Book Links Sept. 2006 (vol. 16, no. 1)
by Mary M. Erbach
Elementary school through middle school
The Silk Road is a term used to designate a group of trade routes that stretched from eastern Asia to the Mediterranean Sea. The rich resources of China, Tibet, India, Persia (Iran), Arabia (Saudi Arabia), Turkey, and other countries were exchanged for thousands of years along roads that crisscrossed through deserts, mountains, forests, and steppes. Brave explorers journeyed for years along these routes in search of new lands. Merchants traveled in caravans to trade their goods such as tea, porcelain, gun powder, pearls, camels, fruits, vegetables, and silk from the East, and gold, gems, perfumes, spices, and horses from the West. Over the centuries the Silk Road also made it possible for the exchange of religious beliefs, cultural ideas, stories, and inventions that connected people from different lands in profound and lasting ways.
This selection of books covers the topic of the Silk Road, people who traveled or lived in its regions, places found along the routes, and the folktales, myths, and legends that may have migrated along these roads through time.
The Silk Road
Gilchrist, Cherry. Stories from the Silk Road. Illus. by Nilesh Mistry. 1999. 80p. Barefoot, paper, $12.99 (1-84148-804-6).
Gr. 3–7. These seven stories are set in towns along the Silk Road route, from eastern Xi’an in China to western Samarkand, and are accompanied by Mistry’s brightly colored artwork. The retellings, from humorous to creepy, feature an assortment of kind and vengeful gods, spirits, animals, and human travelers.
Krebs, Laurie. We’re Riding on a Caravan: An Adventure on the Silk Road. Illus. by Helen Cann. 2005. 40p. Barefoot, $16.99 (1-84148-343-5).
Gr. 1–3. Krebs brings the concept of the Silk Road to life for younger readers with rhyming verses that tell about a year-long journey in China from eastern Xi’an to northern Kashgar. In reality, the trip was treacherous, but Cann’s colorful illustrations make the journey pleasant as readers and listeners are introduced to the geography of the route and the goods that were transported, including carpets from the Middle East, horses from Arabia, ivory from India, and silk from China.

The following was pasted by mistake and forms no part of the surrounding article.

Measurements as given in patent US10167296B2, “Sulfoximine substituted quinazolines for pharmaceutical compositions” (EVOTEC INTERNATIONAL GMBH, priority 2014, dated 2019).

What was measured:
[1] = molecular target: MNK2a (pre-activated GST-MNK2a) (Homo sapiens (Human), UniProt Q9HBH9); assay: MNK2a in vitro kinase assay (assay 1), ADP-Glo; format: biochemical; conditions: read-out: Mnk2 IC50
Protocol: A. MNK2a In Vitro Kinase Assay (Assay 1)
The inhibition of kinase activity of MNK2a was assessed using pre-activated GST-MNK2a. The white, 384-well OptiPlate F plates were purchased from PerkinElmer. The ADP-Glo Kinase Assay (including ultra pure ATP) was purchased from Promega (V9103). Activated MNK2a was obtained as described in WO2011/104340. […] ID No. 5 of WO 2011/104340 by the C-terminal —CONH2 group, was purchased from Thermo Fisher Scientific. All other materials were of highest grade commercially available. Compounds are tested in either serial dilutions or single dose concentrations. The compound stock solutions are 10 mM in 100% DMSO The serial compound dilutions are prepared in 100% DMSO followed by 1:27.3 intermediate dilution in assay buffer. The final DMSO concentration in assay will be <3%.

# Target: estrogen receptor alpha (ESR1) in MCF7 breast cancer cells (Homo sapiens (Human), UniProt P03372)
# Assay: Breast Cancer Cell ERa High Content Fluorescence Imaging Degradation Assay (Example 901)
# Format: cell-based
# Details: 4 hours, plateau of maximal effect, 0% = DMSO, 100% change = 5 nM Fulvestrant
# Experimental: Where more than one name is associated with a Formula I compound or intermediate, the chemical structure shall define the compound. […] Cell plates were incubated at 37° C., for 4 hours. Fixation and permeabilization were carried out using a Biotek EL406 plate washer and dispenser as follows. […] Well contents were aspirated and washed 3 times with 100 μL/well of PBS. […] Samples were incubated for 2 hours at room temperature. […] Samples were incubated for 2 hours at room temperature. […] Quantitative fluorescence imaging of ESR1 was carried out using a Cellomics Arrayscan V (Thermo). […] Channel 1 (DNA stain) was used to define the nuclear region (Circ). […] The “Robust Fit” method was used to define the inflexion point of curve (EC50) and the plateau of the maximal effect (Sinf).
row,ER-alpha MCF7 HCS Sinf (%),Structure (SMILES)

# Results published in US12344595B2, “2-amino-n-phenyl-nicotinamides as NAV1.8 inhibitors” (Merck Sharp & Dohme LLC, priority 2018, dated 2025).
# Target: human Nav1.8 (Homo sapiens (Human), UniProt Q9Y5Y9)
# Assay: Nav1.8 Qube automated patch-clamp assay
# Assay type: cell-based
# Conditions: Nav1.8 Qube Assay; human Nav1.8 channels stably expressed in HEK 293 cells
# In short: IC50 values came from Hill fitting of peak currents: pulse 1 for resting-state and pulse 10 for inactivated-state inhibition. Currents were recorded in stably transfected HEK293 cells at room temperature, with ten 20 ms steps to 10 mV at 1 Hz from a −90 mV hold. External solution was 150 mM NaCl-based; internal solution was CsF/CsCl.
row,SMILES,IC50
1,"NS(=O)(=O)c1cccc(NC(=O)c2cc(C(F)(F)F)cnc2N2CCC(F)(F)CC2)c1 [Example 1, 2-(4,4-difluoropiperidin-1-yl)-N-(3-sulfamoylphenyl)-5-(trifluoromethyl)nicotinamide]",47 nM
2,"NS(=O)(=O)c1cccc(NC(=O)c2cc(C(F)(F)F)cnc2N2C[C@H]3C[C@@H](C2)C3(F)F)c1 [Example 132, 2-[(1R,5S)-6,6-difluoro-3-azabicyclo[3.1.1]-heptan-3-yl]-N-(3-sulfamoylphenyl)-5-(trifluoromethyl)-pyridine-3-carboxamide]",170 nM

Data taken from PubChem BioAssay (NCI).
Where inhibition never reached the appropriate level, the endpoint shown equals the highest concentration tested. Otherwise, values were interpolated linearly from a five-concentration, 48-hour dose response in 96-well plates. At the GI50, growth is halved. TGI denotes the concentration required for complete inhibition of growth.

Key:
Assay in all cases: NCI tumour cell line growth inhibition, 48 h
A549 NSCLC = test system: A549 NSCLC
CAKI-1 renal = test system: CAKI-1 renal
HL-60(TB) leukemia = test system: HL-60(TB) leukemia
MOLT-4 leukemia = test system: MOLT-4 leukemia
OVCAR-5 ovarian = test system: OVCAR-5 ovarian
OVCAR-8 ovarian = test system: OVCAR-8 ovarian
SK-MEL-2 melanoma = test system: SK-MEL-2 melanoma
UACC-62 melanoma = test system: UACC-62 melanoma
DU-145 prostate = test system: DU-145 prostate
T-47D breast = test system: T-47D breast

Major, John S., and Betty J. Belanus. Caravan to America: Living Arts of the Silk Road. 2002. 144p. Cricket/Marcato, paper, $15.95 (0-8126-2677-X).
Gr. 5–8. Through the personal stories of eight Americans, the authors present an engaging account of how the peoples along the ancient roads linking Europe with Asia have enriched and continue to inform New World culture. The lively text is illustrated with photos, including pictures of the handwork of a Turkoman rug restorer in New York, a Tibetan artist-monk in Los Angeles, and more.
Wells, Don. The Silk Road. 2004. 32p. Weigl, $26 (1-59036-207-1); paper, $7.95 (1-59036-260-8).
Gr. 5–8. This title in the Great Journeys series features a magazine-type format with lots of crisp color photos and boxed screens breaking up text that details the history of the Silk Road. The time line and Web sites will be useful, and a glossary and a quiz are also included.
Explorers and Leaders
Bankston, John. The Life and Times of Alexander the Great. 2004. 48p. Mitchell Lane, $19.95 (1-58415-283-4).
Gr. 5–8. This book in the Biography from Ancient Civilizations series covers Alexander the Great’s life from his birth in 356 B.C.E. to his teenage years as a student of Aristotle, to his eventual rule over a kingdom that stretched across two continents. During Alexander’s time, merchants had transported silk from China as far as the Mediterranean Sea. A time line and chapter notes are included.
Chrisp, Peter. Alexander the Great. Illus. by Peter Dennis. 2000. 48p. DK, o.p.
Gr. 3–5. This encapsulation of ancient Persian history is a good resource to supplement a more traditional biography, such as Bankston’s (see above). Each double-page spread includes a paragraph of information along with diagrams and photographs of artifacts to further illustrate the battles that changed history, weapons and tools, art treasures, architecture, and jewelry.
Demi. Buddha. 1996. 44p. Holt, $21.95 (0-8050-4203-2).
Gr. 4–6. Demi, a Buddhist herself, uses traditional Chinese brushes, paints, inks, silk, and paper to tell the story of Siddhartha’s birth and life. Buddhism spread along the Silk Road from India to China, making profound changes in the way people lived. In Buddha Stories (Holt, 1997), Demi’s drawings in gold ink on indigo blue pages, indicative of a traditional Chinese sutra, accompany 10 favorite jakatas, or Buddha’s stories.
Demi. Marco Polo. 2008. 64p. Marshall Cavendish, $19.99 (0-7614-5433-0).
Gr. 4–6. Illustrated panels bordered in Chinese inks and gold overlay illustrate the story of Polo's life, including his remarkable journey from Italy to China and his time in the kingdom of the emperor Kublai Khan. A map showing Polo's route through Asia appends this detailed picture-book biography.
Demi. Muhammad. 2003. 48p. Simon & Schuster/Margaret K. McElderry, $19.95 (0-689-85264-9).